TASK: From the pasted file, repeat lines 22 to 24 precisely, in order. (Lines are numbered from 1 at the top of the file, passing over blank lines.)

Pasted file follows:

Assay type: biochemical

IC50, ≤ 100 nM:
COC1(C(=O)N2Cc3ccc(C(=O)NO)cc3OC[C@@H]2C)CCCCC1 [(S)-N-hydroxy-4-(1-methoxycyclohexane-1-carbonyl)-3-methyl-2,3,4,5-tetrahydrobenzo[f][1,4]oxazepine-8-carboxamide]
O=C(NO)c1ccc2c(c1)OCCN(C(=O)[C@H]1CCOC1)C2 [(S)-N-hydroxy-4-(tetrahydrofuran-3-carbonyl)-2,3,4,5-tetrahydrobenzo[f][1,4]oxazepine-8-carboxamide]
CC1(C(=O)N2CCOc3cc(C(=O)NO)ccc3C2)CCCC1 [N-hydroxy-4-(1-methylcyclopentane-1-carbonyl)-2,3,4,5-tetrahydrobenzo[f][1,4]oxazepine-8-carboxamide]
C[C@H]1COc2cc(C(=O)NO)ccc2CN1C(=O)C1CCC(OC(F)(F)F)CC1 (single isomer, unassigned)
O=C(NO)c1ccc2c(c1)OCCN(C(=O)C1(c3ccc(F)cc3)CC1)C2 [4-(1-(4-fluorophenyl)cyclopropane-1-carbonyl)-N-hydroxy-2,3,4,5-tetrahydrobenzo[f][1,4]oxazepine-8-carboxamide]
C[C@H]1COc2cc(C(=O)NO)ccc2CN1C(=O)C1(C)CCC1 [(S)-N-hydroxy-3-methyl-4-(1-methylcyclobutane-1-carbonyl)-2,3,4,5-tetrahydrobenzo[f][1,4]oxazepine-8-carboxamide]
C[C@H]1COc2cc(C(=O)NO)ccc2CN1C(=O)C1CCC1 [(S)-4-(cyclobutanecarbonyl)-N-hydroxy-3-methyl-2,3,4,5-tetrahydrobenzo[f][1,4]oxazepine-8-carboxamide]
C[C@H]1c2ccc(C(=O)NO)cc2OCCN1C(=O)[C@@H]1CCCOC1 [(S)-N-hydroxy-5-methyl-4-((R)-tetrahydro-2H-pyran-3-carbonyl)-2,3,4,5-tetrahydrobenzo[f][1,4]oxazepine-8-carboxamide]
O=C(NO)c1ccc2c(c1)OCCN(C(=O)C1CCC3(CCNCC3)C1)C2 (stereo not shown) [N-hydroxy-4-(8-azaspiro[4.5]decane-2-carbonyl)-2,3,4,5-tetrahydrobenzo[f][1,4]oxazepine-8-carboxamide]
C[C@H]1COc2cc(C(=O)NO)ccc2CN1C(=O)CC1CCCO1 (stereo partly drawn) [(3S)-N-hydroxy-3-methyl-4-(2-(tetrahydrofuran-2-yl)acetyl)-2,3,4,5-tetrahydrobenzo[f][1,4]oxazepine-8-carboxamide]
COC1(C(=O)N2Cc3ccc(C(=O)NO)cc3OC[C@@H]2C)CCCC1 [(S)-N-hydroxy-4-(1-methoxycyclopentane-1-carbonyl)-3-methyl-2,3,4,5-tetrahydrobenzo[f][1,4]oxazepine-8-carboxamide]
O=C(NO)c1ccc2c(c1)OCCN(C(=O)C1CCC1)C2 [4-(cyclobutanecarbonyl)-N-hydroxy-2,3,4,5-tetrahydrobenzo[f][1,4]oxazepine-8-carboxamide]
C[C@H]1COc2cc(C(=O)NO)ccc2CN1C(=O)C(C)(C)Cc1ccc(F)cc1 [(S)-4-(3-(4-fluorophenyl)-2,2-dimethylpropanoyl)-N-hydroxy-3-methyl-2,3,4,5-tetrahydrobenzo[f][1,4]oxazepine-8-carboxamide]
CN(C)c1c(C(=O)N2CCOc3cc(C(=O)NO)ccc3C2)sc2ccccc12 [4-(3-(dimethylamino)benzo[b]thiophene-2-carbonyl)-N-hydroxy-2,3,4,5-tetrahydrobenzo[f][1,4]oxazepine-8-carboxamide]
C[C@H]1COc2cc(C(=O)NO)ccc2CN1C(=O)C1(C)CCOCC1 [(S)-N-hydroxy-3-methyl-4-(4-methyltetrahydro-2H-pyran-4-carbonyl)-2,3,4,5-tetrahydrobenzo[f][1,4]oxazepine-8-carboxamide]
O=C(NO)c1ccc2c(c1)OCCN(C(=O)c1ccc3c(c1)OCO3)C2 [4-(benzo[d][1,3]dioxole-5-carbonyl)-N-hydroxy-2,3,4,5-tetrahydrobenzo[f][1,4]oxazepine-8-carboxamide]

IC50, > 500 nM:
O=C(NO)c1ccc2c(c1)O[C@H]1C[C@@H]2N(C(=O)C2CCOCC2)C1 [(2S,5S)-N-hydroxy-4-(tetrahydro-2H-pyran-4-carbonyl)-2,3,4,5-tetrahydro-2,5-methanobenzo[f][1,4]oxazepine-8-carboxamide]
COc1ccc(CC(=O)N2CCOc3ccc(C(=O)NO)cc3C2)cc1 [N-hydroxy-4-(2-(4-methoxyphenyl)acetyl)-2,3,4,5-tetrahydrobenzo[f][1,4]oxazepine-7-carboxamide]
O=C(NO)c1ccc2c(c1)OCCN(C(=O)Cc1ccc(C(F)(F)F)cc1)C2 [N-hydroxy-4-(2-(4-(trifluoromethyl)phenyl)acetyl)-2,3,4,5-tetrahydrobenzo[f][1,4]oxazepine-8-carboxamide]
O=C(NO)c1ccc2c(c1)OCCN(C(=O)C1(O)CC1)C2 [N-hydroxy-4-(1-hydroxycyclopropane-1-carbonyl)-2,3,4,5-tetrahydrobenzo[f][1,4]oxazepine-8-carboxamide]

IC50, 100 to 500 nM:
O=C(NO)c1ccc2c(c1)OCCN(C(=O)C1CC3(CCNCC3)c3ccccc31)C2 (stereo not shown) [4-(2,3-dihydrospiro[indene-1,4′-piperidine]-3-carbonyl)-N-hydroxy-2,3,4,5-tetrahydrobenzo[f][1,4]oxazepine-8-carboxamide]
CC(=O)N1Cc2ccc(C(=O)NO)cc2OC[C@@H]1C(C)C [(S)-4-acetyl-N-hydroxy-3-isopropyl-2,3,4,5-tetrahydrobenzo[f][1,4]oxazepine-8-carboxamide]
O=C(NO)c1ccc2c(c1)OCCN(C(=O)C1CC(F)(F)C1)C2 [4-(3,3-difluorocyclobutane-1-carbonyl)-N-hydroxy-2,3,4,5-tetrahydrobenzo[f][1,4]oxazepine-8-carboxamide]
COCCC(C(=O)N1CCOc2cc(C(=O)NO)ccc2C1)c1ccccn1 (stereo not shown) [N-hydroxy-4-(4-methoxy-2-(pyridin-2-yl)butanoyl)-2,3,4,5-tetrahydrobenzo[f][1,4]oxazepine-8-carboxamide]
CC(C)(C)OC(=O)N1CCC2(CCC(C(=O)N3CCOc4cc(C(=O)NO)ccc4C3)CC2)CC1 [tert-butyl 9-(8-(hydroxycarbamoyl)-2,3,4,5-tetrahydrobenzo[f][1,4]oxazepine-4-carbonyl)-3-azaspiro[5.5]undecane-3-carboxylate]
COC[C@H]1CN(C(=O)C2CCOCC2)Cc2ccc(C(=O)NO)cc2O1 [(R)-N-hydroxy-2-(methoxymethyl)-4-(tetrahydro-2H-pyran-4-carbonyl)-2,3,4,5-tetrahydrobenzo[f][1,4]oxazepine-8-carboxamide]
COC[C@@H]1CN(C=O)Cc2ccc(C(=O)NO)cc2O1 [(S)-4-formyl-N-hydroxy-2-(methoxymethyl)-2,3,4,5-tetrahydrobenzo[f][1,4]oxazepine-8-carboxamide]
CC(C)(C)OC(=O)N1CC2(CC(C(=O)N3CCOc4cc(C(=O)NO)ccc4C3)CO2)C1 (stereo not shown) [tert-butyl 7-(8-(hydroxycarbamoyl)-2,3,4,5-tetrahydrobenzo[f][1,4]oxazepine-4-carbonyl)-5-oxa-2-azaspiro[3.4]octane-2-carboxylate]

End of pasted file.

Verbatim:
O=C(NO)c1ccc2c(c1)OCCN(C(=O)Cc1ccc(C(F)(F)F)cc1)C2 [N-hydroxy-4-(2-(4-(trifluoromethyl)phenyl)acetyl)-2,3,4,5-tetrahydrobenzo[f][1,4]oxazepine-8-carboxamide]
O=C(NO)c1ccc2c(c1)OCCN(C(=O)C1(O)CC1)C2 [N-hydroxy-4-(1-hydroxycyclopropane-1-carbonyl)-2,3,4,5-tetrahydrobenzo[f][1,4]oxazepine-8-carboxamide]

IC50, 100 to 500 nM: